Eric Adams blames 'gun violence' for homicide of police officer

Critics have urged city leadership to address soft-on-crime policies.


New York City Mayor Eric Adams stated Saturday evening that he wants to "end gun violence" in the city after an NYPD officer was killed and another left in critical condition when police reponded Friday to a domestic violence call in Harlem.

"Tonight, we mourn Officer Jason Rivera. We pray for Officer Wilbert Mora. And we stand united as a city to end gun violence and make our streets safe for every New Yorker," tweeted Adams over the weekend following the fatal shooting.

The replies to the mayor's tweet include calls for Adams to take action against the snowballing violent crime in New York, instead of just tweeting about it.

"What's your plan? The wait is over. Enough kumbaya moments. It's time for concrete action to keep New Yorkers safe. That's what you campaigned on—to make the city safer," one of the Twitter users wrote, addressing Adams.

"Nice talk, now let's see some preemptive action. Bring back Stop and Frisk. The cops know who the bad guys are," another critic tweeted.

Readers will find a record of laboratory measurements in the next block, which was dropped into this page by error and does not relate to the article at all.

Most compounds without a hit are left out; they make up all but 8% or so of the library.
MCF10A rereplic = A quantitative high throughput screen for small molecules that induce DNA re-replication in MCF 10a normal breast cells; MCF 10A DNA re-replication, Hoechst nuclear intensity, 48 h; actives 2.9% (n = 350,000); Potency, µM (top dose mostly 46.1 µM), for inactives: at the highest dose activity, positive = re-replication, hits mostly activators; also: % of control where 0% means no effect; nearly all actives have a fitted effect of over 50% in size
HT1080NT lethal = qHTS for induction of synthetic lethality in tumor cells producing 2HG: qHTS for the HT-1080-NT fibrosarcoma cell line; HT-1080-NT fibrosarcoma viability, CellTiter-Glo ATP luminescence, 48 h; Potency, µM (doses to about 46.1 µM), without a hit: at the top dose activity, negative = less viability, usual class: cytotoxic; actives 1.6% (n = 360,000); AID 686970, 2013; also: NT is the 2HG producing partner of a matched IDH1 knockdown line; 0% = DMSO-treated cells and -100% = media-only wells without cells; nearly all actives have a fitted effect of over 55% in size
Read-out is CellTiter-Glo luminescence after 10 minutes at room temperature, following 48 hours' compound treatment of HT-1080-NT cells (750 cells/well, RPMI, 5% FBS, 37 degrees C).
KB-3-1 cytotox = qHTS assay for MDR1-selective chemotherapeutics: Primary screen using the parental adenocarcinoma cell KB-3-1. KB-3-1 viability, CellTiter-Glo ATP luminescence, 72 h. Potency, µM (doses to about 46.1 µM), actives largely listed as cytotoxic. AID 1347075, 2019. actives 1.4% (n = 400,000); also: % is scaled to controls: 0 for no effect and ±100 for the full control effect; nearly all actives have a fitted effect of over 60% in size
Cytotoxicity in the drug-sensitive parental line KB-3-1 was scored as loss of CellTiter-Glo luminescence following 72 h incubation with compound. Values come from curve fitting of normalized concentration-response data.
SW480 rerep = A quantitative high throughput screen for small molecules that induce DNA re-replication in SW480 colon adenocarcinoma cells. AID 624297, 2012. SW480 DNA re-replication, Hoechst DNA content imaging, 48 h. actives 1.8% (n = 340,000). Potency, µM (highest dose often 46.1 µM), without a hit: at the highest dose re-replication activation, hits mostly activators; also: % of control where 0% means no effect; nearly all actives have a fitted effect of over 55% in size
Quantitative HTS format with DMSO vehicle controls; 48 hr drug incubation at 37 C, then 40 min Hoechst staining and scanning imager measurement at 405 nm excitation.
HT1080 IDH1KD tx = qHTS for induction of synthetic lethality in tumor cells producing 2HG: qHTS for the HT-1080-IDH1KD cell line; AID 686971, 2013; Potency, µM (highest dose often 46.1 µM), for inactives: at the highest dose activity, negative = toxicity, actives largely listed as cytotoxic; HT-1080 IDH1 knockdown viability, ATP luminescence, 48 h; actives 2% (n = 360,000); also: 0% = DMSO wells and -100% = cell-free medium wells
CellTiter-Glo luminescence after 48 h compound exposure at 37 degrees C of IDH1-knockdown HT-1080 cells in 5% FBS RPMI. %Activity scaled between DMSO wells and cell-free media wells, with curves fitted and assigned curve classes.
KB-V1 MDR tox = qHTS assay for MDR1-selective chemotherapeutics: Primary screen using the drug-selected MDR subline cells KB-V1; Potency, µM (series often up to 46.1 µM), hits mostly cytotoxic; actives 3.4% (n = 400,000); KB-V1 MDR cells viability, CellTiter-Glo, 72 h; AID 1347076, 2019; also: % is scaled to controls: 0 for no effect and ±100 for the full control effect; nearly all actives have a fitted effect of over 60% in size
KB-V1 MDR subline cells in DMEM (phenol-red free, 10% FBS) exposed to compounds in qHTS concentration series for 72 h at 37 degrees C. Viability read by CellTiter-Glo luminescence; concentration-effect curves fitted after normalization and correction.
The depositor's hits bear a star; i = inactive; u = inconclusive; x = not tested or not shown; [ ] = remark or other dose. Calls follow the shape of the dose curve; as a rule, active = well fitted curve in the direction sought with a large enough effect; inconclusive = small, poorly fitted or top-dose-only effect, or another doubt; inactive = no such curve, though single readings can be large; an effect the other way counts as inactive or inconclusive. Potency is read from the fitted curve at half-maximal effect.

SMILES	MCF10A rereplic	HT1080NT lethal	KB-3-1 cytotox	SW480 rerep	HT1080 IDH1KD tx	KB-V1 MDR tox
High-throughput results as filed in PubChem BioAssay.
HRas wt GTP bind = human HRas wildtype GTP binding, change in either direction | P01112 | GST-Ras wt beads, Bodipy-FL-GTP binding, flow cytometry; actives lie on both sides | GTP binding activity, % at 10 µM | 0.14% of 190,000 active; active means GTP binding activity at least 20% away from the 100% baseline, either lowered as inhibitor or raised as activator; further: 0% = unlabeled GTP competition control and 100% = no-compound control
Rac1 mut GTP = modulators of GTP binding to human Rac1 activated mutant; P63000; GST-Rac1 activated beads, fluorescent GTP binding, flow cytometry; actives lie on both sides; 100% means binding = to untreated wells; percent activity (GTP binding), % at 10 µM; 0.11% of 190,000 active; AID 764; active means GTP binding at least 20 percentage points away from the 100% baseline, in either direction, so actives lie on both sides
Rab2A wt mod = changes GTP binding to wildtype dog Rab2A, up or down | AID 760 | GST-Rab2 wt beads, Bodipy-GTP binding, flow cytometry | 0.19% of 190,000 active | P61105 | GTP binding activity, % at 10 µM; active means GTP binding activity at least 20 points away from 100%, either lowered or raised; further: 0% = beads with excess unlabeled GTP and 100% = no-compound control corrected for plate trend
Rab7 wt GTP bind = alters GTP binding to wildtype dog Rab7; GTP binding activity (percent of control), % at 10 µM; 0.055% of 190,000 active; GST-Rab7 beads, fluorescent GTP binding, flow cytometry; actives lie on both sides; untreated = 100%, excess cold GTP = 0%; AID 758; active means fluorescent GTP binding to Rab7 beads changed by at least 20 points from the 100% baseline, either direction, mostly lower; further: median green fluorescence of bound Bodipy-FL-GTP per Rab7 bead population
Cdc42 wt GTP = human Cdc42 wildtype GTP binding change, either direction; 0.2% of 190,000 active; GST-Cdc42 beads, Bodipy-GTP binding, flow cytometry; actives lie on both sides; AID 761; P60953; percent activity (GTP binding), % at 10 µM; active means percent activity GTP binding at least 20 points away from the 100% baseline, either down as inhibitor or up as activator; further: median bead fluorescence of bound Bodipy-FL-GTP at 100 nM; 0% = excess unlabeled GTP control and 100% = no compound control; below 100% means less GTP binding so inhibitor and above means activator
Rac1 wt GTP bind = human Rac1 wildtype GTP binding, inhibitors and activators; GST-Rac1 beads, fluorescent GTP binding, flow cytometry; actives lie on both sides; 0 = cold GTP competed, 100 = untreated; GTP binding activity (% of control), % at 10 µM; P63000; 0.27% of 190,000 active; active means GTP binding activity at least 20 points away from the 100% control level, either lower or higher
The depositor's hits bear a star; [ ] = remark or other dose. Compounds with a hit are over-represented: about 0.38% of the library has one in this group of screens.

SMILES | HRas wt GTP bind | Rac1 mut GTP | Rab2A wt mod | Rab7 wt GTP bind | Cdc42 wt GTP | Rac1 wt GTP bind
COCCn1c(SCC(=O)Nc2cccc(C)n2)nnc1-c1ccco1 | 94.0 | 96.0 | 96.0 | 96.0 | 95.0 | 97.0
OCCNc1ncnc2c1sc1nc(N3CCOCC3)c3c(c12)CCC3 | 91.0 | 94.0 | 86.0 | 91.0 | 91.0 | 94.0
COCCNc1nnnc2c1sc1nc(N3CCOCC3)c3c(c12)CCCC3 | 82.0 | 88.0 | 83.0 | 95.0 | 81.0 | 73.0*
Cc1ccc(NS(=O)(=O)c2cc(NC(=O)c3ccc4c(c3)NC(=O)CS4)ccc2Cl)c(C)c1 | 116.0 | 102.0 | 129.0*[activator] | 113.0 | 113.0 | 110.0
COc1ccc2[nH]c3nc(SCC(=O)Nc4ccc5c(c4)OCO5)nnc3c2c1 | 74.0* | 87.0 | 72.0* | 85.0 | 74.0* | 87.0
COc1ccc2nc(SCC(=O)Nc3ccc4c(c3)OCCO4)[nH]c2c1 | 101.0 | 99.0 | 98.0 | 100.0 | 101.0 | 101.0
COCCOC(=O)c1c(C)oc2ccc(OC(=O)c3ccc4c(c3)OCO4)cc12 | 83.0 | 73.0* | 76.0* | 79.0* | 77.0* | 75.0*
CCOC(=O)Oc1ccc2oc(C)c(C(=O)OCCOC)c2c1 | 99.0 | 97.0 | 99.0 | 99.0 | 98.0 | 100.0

Others pointed out that repeat offenders have been released from police custody on low bail or not bail at all while soft-on-crime prosecutors decline to pursue charges, placing criminals back on the streets without facing punishment.

The suspect who opened fire on the police officers Friday evening was revealed to be a convicted felon who was out on probation at the time of the attack. The career criminal with multiple felony convictions charged over the killing also has featured pro-Black Lives Matter and black nationalist content on social media.

Another suggestion by Twitter users was to fire Manhattan's progressive District Attorney Alvin Bragg who issued an early January memo for staff outlining the office's new policies and guidelines for prosecuting crimes, which includes downgrading felony charges and shortening prison sentences.

Adams has promised to crack down on crime citywide. The mayor insisted that "New Yorkers are safe on the subway system" in the wake of a shocking death. Adams has since admitted he doesn't feel safe when riding the city's subway after an Asian woman was killed when she was pushed into the path of a train.


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